United States: Tax Policy Update - March 24, 2015

NUMBER OF THE WEEK: $900 Billion

The amount of additional taxes that would fall on businesses and families under Republicans' budget plans, according to a "fact check" by the Associated Press in a story with a title made of the stuff that is every Republican's nightmare: "GOP Budgets Rely on Higher Taxes to Balance." Despite claims that the budget resolutions would have no net tax increases, the revenue assumptions in the plan don't add up without allowing a bevy of tax breaks to remain expired, the AP reports. Read more here, and read our summary of the House and Senate budget resolutions below.

LEGISLATIVE LANDSCAPE

House Ways & Means to Repeal Estate Tax. Ways and Means Chairman Paul Ryan (R-WI) will convene a markup on Wednesday to consider a number of tax bills including one that would repeal the estate tax. The "Death Tax Repeal Act of 2015" ( H.R. 1105), introduced by Rep. Kevin Brady (R-TX), sets out to repeal estate and generation-skipping transfer taxes as well as modify the way the gift tax is calculated. The legislation has garnered strong support from various business organizations. The bill currently has only one Democratic sponsor, Rep. Stanford Bishop (D-GA). Some Democrats on the committee have shown interest in introducing an alternative bill that would create an estate tax exemption for small farms and family businesses. Mr. Brady's bill has little chance of becoming law as President Obama is inclined to move in the opposite direction and increase the current top rate from 40 percent to 45 percent while reducing the exemption from $5.43 million to $3.5 million. According to the Joint Committee on Taxation, a repeal of the estate tax would cost approximately $295 billion. For more details on the markup, read here.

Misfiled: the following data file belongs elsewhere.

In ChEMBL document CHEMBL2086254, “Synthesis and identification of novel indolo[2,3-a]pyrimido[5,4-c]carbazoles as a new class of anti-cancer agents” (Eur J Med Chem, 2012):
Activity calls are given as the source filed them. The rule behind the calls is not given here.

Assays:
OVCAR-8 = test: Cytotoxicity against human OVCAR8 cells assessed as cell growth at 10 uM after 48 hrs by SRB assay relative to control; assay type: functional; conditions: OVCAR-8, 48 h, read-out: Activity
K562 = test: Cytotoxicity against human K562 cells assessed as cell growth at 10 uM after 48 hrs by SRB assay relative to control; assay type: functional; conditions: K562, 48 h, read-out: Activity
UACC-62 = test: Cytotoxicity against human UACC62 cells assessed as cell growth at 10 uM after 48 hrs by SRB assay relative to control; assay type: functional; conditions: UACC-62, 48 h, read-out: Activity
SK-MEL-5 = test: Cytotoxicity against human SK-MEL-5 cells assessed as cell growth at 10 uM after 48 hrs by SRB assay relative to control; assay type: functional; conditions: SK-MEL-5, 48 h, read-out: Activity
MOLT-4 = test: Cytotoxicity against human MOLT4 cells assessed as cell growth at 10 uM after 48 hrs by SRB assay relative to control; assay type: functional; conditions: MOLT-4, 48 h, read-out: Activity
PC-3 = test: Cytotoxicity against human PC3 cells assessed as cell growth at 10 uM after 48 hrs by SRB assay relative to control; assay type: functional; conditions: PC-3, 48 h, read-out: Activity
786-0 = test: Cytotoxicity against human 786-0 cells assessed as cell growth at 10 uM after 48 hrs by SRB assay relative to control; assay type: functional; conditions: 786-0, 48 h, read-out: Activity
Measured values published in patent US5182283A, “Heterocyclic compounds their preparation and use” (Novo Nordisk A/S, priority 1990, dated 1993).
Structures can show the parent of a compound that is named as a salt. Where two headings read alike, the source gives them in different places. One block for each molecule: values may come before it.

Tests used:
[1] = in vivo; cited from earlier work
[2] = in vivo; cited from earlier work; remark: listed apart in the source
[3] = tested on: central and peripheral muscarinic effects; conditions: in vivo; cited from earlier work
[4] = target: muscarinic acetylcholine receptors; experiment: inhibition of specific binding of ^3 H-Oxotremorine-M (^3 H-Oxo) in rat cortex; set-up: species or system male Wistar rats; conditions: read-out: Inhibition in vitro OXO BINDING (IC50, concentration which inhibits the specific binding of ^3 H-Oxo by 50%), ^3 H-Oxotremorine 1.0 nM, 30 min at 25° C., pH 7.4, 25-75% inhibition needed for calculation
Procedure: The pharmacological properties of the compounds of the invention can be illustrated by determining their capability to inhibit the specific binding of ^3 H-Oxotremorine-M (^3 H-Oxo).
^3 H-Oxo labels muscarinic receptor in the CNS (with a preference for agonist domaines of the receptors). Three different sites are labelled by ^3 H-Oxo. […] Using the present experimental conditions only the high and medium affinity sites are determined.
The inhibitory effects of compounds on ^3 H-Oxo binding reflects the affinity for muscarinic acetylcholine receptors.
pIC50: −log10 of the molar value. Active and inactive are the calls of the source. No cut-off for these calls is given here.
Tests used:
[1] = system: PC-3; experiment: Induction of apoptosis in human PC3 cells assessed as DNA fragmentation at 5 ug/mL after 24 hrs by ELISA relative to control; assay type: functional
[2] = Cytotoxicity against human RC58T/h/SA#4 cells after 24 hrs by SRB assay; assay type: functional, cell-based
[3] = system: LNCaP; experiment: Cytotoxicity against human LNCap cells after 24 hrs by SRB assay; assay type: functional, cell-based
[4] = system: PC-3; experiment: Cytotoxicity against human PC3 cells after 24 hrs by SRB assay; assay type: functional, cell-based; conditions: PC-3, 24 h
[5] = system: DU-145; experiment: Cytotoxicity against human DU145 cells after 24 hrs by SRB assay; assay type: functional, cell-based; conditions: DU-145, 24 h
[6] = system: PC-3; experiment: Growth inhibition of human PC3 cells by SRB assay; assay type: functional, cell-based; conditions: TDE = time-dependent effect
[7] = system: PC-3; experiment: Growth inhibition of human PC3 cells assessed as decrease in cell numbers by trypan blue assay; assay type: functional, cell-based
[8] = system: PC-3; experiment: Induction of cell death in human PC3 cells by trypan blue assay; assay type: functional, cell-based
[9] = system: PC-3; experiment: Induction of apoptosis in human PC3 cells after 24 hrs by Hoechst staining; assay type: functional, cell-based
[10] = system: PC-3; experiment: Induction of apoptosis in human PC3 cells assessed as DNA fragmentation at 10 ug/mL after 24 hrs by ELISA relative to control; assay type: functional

Senate Finance's International Tax Reform Working Group Making Progress. The Senate Finance Committee held a hearing last week focused on the U.S. international tax system and how it could be made more competitive. The witnesses all agreed that the current system must be modernized if U.S.-based multinational companies are to compete in the global economy, but the panel expressed varying views on the best path forward.The big news to come out of the hearing was the positive reports from both Sen. Chuck Schumer (D-NY) and Sen. Rob Portman (R-OH) on the progress being made in the committee's international tax reform working group, which they are co-chairing. Portman reported that the group is "moving toward solutions" and "moving toward consensus" on recommended changes to international tax provisions, which the group must present to Chairman Hatch and Ranking Member Wyden by the end of May.